DON’T let any sane person’s horror at the thought of Red Nose Day and the mirth-free zone that inflicts (let’s call it Lenny Henry Syndrome) put you off wine-supported good causes such as Wine Relief and Fairtrade Fortnight. My own self-inflicted ruby hooter is another matter altogether.
Both events are upon us once again and, fortunately for your reviewer, many of the bottles raising cash are worth recommending this year. But first a less frontline beneficiary – the world’s wetlands.
Chilean winemakers Vina Ventisquero produce a range of environmentally friendly wines (special lightweight bottles, ClimateCare programme to offset CO2 emissions in transportation), named after that country’s Yali wetlands.
For every bottle of Yali sold in the UK, a donation is given to leading conservation charity the Wildfowl & Wetlands Trust (wwt.org.uk). Across the water BirdWatch Ireland benefits.
If that sounds a mite worthy, the good news is their latest release, Yali National Reserva Cabernet Franc 2009 from the Colchagua Valley, is a velvety, plummy treat. Same grape as Chinon and Bourgeuil in the Loire but quite different in taste. It’s on special offer at Morrisons at £5.99 instead of £8.19, which is a snip.
Fairtrade Fortnight lasts until March 13 and, as always, our own dear Co-op are leading the way with a string of special offers on their Fairtrade range. Here are a representative four: The Co-operative Fairtrade Chilean Merlot Rosé 2010 (£4.49 normally £5.49) offers punnets of strawberry and raspberry fruit but with refreshing acidity.
The Co-operative Fairtrade Organic Argentine Malbec Reserve 2009, consistently one of the Co-op’s best Fairtrade performers, is down from £6.99 to £5.99. It is made from organic Malbec grapes, 60 per cent of which have been aged in either American or French oak. Hence the hints of vanilla and tobacco cloaking the surprisingly complex raspberry fruit.
Like Malbec, Carmenère is an historical French varietal, which has found a home for itself in Chile as the signature red grape. The Co-operative Fairtrade Chilean Carmenère 2010 is deeply coloured with a damson nose and a beguiling mintiness on the soft palate. Down from £5.99 to £4.99).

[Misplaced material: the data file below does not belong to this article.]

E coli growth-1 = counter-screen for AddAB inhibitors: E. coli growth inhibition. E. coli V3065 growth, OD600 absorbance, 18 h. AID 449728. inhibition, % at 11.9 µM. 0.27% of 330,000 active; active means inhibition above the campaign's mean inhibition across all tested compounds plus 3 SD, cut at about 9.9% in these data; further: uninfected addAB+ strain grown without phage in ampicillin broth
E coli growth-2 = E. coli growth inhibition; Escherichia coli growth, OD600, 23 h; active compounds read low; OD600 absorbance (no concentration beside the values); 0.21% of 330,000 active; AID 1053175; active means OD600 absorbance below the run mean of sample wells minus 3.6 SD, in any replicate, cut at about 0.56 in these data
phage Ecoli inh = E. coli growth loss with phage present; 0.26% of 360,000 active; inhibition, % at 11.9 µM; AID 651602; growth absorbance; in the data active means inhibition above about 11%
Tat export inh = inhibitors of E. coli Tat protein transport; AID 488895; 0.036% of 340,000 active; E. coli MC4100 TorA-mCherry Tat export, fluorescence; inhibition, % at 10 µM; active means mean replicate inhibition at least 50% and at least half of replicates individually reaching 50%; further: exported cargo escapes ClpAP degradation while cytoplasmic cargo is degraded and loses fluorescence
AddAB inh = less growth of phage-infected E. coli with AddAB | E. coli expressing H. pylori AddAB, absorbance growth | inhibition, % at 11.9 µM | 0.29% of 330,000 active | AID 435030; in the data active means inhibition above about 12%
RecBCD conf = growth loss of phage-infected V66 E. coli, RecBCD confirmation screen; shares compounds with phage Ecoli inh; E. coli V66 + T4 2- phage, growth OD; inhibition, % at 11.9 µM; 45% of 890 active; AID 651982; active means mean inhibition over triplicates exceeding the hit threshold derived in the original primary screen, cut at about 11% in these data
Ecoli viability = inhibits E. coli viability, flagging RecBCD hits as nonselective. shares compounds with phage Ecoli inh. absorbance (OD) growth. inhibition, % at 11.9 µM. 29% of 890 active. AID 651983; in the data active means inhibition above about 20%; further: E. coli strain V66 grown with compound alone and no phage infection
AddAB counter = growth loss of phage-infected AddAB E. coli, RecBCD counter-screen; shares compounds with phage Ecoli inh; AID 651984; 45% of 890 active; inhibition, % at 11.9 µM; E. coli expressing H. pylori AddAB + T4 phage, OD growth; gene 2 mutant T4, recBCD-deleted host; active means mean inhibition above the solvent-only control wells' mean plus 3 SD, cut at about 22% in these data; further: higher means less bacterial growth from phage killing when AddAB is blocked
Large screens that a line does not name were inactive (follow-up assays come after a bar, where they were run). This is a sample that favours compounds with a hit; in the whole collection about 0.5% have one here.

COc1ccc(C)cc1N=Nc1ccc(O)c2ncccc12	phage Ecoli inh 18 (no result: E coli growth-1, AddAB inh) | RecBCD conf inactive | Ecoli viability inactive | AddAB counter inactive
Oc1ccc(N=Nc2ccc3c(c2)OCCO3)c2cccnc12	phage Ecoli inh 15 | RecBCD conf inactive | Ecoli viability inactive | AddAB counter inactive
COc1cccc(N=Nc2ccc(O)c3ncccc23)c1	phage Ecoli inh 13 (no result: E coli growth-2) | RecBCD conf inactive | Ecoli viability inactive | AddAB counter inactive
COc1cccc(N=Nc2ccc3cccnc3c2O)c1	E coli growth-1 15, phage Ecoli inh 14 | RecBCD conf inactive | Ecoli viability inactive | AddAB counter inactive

Chardonnay is universal, of course, and often dismissed nowadays, but at the same promotional price as the Carmenère, the Co-operative Fairtrade Cape Chardonnay 2010 is an uncomplicated, fresh quaffer. Citrussy on the nose, there’s a subdued vanilla creaminess and roundedness on the palate, due to 30 per cent of the blend being fermented on oak staves.
Nice flavours and, of course, the cause is good.
The Fairtrade Foundation aims to improve the lives of disadvantaged producers in the developing world by helping them to sell their goods at a fair price. More than seven million people across 58 developing countries benefit from the international Fairtrade system. To find out more visit www.fairtrade.org.uk.
Wine Relief, in contrast, is a subsidiary of Comic Relief with leading retailers selecting wines from their range as Wine Relief Bottles with 10 per cent of sales in the run-up to Comic Relief Day on March 18 going straight to Comic Relief.
Marks and Spencer have really made an effort this year, contributing wines from their entire 27-strong South African range. These range from their basic Cape Quarter blends at £5.40 to the acclaimed Newton Johnson Pinot Noir 2008 Elgin at £16.99.
I hope my last Confidential column celebrating Portuguese wines boosted sales, but I think I was merely confirming a trend among drinkers prepared to pay a little bit more to go beyond bland international varietals.
Latest figures from the National Statistics Institute of Portugal (up to the end of November 2010) show wine exports to the UK are up 99.1 per cent by value and 22.5 per cent by volume.
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